The Taliban spokesman on Tuesday mockingly responded to a question about whether their government would respect freedom of speech – telling the journalist to ask Facebook.
Zabihullah Mujahid, who has 310,000 followers on Twitter, was asked about the Taliban’s plan for freedom of speech.
‘This question should be asked to those people who are claiming to be promoters of freedom of speech who do not allow publication of information,’ he replied.
‘I can ask Facebook company.’
Zabihullah Mujahid, pictured on Tuesday in Kabul at his first ever news conference, shrugged off questions about whether the Taliban would respect freedom of speech. He pointed out that Facebook blocks their content
Taliban spokesperson Zabihullah Mujahid answers press members questions as he holds a press conference in Kabul, Afghanistan
Facebook and other social media companies have been criticized for censoring conservative figures such as Donald Trump, who has been blocked since the January 6 Capitol riot, in response to concerns about stirring up violence.
Mujahid’s remarks were commended by Donald Trump Jr, who retweeted the 30-second video clip and said, ‘LOL … Also not wrong.’
A spokesman for Facebook said in a statement earlier in the day the company was going to continue banning content from the Taliban, citing the fact the State Department designated it as a terrorist group.
‘The Taliban is sanctioned as a terrorist organization under U.S. law, and we have banned them from our services under our Dangerous Organization policies,’ the spokesman said.
‘We also have a dedicated team of Afghanistan experts, who are native Dari and Pashto speakers and have knowledge of local context, helping to identify and alert us to emerging issues on the platform.’
Twitter has been criticized for allowing Taliban figures to remain active on their platform, but the company said they were monitoring the situation.
Twitter said in a statement that it will ‘continue to proactively enforce our rules and review content that may violate Twitter rules, specifically policies against glorification of violence, platform manipulation and spam.’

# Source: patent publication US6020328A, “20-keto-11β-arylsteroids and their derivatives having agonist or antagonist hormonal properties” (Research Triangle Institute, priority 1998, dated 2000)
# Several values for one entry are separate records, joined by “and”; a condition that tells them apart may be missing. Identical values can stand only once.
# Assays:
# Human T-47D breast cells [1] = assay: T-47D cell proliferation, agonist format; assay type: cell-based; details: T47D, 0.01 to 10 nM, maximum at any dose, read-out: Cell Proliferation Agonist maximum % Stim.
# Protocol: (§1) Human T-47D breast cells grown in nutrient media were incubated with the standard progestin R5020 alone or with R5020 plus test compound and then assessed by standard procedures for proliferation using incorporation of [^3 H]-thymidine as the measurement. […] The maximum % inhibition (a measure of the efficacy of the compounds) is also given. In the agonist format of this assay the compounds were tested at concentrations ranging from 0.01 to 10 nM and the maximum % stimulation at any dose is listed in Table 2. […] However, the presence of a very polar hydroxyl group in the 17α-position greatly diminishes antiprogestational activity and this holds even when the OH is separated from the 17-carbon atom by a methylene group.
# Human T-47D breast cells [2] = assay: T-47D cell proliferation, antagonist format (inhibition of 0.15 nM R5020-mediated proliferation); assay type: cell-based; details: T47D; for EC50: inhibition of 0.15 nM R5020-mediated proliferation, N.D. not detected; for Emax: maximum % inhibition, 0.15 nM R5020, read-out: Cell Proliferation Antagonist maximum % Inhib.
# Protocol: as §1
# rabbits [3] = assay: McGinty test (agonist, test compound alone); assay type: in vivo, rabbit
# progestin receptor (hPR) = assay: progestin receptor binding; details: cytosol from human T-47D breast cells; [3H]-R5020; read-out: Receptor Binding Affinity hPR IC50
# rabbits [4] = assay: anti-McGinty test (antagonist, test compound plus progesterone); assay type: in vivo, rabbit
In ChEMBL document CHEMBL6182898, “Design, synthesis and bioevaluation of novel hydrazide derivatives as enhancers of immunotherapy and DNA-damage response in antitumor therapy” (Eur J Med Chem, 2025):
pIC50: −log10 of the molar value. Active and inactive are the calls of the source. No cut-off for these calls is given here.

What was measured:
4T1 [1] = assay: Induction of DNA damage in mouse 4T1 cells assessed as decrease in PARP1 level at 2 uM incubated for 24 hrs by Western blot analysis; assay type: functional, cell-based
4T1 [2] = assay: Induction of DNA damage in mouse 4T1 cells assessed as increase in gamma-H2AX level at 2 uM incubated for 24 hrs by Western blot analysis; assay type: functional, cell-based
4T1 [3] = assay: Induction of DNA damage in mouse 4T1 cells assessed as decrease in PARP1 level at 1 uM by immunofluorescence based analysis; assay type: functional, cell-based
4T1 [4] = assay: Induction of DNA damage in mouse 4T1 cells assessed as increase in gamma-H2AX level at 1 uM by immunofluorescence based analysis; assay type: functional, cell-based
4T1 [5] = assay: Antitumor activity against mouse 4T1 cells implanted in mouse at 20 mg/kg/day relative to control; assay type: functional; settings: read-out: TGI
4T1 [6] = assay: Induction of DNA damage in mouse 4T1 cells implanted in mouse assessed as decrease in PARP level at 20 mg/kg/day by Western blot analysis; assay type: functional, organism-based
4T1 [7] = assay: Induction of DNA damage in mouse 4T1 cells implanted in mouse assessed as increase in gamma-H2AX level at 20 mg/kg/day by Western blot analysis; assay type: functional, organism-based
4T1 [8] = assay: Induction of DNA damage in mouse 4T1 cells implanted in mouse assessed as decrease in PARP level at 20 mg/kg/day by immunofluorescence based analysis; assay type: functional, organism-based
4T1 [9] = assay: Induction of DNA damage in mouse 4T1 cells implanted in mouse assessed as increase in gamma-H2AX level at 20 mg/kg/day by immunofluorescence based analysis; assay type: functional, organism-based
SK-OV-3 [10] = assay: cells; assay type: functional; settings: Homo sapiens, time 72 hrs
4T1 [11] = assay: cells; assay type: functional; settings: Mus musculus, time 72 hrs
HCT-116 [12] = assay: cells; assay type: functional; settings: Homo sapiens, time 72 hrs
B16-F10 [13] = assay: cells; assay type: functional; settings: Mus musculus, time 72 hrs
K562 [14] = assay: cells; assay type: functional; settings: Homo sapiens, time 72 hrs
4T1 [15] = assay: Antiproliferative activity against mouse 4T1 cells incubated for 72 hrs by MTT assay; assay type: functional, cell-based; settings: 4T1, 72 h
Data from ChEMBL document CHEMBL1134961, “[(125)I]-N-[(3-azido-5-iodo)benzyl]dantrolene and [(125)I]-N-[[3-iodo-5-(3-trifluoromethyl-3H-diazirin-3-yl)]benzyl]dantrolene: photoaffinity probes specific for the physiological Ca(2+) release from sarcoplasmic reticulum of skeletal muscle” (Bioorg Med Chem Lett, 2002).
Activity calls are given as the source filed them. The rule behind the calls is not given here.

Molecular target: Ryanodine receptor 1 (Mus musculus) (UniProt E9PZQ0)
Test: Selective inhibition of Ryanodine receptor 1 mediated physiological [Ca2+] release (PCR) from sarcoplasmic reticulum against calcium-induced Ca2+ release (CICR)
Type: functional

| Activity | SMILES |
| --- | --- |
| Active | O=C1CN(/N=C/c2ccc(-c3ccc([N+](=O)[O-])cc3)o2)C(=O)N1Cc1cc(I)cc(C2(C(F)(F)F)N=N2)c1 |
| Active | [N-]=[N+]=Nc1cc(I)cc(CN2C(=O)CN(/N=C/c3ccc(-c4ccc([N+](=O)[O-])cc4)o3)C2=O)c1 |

Taliban spokesman Zabihullah Mujahid has had an active Twitter account since 2017
Trump was permanently banned from Twitter over the U.S. Capitol riot on January 6
Mujahid on Tuesday was asked what Taliban rule will look like.
He claimed ‘there is a huge difference between us and the Taliban of 20 years ago’, when female Afghans were beaten in the street or publicly executed, denied work, healthcare and an education, and barred from leaving home without a male chaperone.
During their press conference in the capital city, the Taliban insisted girls will receive an education and women will be allowed to study at university – both of which were forbidden under Taliban rule in Afghanistan between 1996 and 2001, before the US-led invasion.
The terror group also claimed they want women to be part of the new government after female Afghans staged a protest outside a local Taliban HQ in Khair Khana district, a suburb of north-west Kabul.
However, women and girls remain the most at risk under the new regime, with gangs in conquered areas allegedly hunting children as young as 12 and unmarried or widowed women they regard as spoils of war – ‘qhanimat’ – being forced into marriage or sex slavery.
The Taliban has also said women will have to wear hijabs but not burkas.
During the press conference on Tuesday, Mujahid did not detail what restrictions would be imposed on women, although he did say it would be a government with ‘strong Islamic values’.
Mujahid claimed: ‘We are committed to the rights of women under the system of Sharia. They are going to be working shoulder to shoulder with us. We would like to assure the international community that there will be no discrimination.’
The Taliban denied it was enforcing sex slavery, and claims that such actions are against Islam.
During the 1990s, the regime established religious police for the suppression of ‘vice’, and courts handed out extreme punishments including stoning to death women accused of adultery.
‘We are going to decide what kind of laws will be presented to the nation,’ said Mujahid.
‘This will be the responsibility of the government with the participation of all people.’